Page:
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Transforming XML with XSLT

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Xalan is the standard transformer for converting XML data into HTML. In this article, Larry Brown summarizes installation and setup of the Apache Xalan transformer and presents a simple Swing text editor to transform XML documents. Also, a JavaServer Page custom tag is presented to transform XML documents into different HTML documents based on the client's browser type.
Larry Brown is a co-author (with Marty Hall) of Core Web Programming (Prentice Hall PTR, 2001, ISBN 0-13-089793-0). This article is adapted from the book.
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XSLT is a language for transforming XML documents into HTML, XML, or other types of documents. When performing a transformation, an XSLT engine converts the XML document according to formatting rules and XPath addresses specified in an XML style sheet (XSL). The XPath information identifies the different parts of the XML document for processing, and the style sheet information identifies the layout of the output.

The benefit of XSLT is that you can define multiple style sheets for transforming a single XML document. For example, a database could return a query in an XML format, and, depending on the client protocol, HTTP or WAP, a servlet could use different style sheets to convert the data into HTML or WML, respectively. As another example of an XSLT application, consider an e-commerce business order; the order could be sent to the supplier in an XML format and then processed by the recipient with XSLT, using different XSL documents to convert the original order into separate billing and shipping documents.

Specifications for XSLT, XSL, and XPath technologies are maintained by the WWW Consortium (W3C) at the following locations:

Upcoming specifications are summarized at http://www.w3.org/Style/XSL/. In addition, GoXML sponsors an excellent XSLT resource site.

To download a zip containing the source files for this article, click here.

Installation and Setup

XSLT is not a standard part of either Java 2 Standard Edition or the servlet and JSP APIs. So, your first step is to download the appropriate classes and configure them for use in your programs. Here is a summary of what's required:

  1. Download an XSLT-compliant transformer. The transformer provides the Java classes that follow the XSLT 1.0 specification as specified by the W3C. You can obtain a list of XSLT parsers at http://www.w3.org/Style/XSL/ or http://www.xslt.com/xslt_tools_engines.htm. We use the Apache Xalan-Java (Xalan-J) transformer in Core Web Programming.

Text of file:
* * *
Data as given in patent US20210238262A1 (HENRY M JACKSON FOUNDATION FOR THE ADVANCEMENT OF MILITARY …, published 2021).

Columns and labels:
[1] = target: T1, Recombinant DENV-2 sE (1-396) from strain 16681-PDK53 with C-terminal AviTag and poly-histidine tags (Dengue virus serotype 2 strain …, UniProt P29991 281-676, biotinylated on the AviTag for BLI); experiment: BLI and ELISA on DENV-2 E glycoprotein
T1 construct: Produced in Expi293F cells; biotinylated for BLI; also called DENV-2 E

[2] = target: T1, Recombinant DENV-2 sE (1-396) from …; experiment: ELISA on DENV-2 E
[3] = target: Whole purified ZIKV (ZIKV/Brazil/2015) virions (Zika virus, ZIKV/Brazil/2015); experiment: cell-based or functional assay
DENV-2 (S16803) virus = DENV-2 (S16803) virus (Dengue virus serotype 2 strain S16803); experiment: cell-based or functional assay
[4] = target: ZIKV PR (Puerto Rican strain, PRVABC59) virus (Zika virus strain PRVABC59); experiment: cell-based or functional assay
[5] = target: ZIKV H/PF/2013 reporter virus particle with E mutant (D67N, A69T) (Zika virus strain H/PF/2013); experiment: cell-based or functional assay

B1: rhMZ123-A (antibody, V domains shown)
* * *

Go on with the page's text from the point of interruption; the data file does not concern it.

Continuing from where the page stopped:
2. Set your CLASSPATH to include the DOM and SAX classes. XSLT builds on DOM and SAX for handling the document processing. In the case of Apache Xalan-J, you need to include xerces.jar in the CLASSPATH. For example, for desktop application on Windows, you would do this:

    set CLASSPATH=xerces_install_dir\xerces.jar;

    On Unix/Linux and the C shell, you would do this:

    setenv CLASSPATH xerces_install_dir/xerces.jar:

    Note that xerces.jar is included in the Xalan-J installation directory. Tomcat 4.0 already uses Xerces-J for parsing XML documents, so if using DOM or SAX in your servlets and JavaServer Pages, xerces.jar is already installed and located in the TOMCAT_HOME\common\lib directory.

  3. Set your CLASSPATH to include the XSLT classes. With Xalan, these classes are in xalan_install_dir\xalan.jar. Similarly, for desktop applications on Windows, you would do this:

    set CLASSPATH=xalan_install_dir\xalan.jar;

    On Unix/Linux and the C shell, you would do this:

    setenv CLASSPATH xalan_install_dir/xalan.jar:

    If you wanted to use XSLT from servlets and JSP, you would copy the appropriate DOM, SAX, and XSLT JAR files to the server's lib directory (if supported); unpack the JAR files (using jar -xvf) into the server's classes directory; or explicitly change the server's CLASSPATH, usually by modifying the server's startup script. If configuring Tomcat 4.0 for XSLT, place xalan.jar in the TOMCAT_HOME\common\lib directory.

  4. Bookmark the XSL 1.0 and XPath 1.0 specifications. The official documentation for these two specifications can be found at http://www.w3.org/Style/XSL/.

  5. Bookmark the XSLT specification. The official XSLT specification can be found at http://www.w3.org/TR/xslt.html. The XSLT specification is implemented in Apache Xalan through the Transformation API for XML (TrAX). The complete TrAX API comes with Xalan-J in Javadoc format and is also available online at http://xml.apache.org/xalan-j/apidocs/.

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